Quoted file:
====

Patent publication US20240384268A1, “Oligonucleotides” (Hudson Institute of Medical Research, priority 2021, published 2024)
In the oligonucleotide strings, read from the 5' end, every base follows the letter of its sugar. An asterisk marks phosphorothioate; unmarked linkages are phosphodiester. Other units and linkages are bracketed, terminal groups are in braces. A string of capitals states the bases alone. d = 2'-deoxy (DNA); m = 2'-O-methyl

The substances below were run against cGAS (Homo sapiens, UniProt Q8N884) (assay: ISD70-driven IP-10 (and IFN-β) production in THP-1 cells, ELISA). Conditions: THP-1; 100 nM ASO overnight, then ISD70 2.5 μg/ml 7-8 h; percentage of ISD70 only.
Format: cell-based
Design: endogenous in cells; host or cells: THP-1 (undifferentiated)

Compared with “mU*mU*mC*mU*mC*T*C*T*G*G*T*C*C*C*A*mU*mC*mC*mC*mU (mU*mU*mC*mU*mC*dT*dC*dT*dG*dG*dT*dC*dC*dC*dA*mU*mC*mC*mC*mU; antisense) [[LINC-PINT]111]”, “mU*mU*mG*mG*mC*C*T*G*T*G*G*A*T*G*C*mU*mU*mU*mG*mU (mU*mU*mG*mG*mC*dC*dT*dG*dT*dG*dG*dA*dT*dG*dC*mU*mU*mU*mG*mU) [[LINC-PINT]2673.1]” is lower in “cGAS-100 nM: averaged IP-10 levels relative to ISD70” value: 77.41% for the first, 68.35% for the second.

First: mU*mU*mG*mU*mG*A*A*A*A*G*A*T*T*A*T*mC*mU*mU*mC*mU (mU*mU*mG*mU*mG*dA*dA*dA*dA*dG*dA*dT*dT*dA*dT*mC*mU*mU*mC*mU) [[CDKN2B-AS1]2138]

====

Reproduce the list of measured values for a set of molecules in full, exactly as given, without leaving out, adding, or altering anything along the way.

Patent publication US20240384268A1, “Oligonucleotides” (Hudson Institute of Medical Research, priority 2021, published 2024)
In the oligonucleotide strings, read from the 5' end, every base follows the letter of its sugar. An asterisk marks phosphorothioate; unmarked linkages are phosphodiester. Other units and linkages are bracketed, terminal groups are in braces. A string of capitals states the bases alone. d = 2'-deoxy (DNA); m = 2'-O-methyl

The substances below were run against cGAS (Homo sapiens, UniProt Q8N884) (assay: ISD70-driven IP-10 (and IFN-β) production in THP-1 cells, ELISA). Conditions: THP-1; 100 nM ASO overnight, then ISD70 2.5 μg/ml 7-8 h; percentage of ISD70 only.
Format: cell-based
Design: endogenous in cells; host or cells: THP-1 (undifferentiated)

Compared with “mU*mU*mC*mU*mC*T*C*T*G*G*T*C*C*C*A*mU*mC*mC*mC*mU (mU*mU*mC*mU*mC*dT*dC*dT*dG*dG*dT*dC*dC*dC*dA*mU*mC*mC*mC*mU; antisense) [[LINC-PINT]111]”, “mU*mU*mG*mG*mC*C*T*G*T*G*G*A*T*G*C*mU*mU*mU*mG*mU (mU*mU*mG*mG*mC*dC*dT*dG*dT*dG*dG*dA*dT*dG*dC*mU*mU*mU*mG*mU) [[LINC-PINT]2673.1]” is lower in “cGAS-100 nM: averaged IP-10 levels relative to ISD70” value: 77.41% for the first, 68.35% for the second.

First: mU*mU*mG*mU*mG*A*A*A*A*G*A*T*T*A*T*mC*mU*mU*mC*mU (mU*mU*mG*mU*mG*dA*dA*dA*dA*dG*dA*dT*dT*dA*dT*mC*mU*mU*mC*mU) [[CDKN2B-AS1]2138]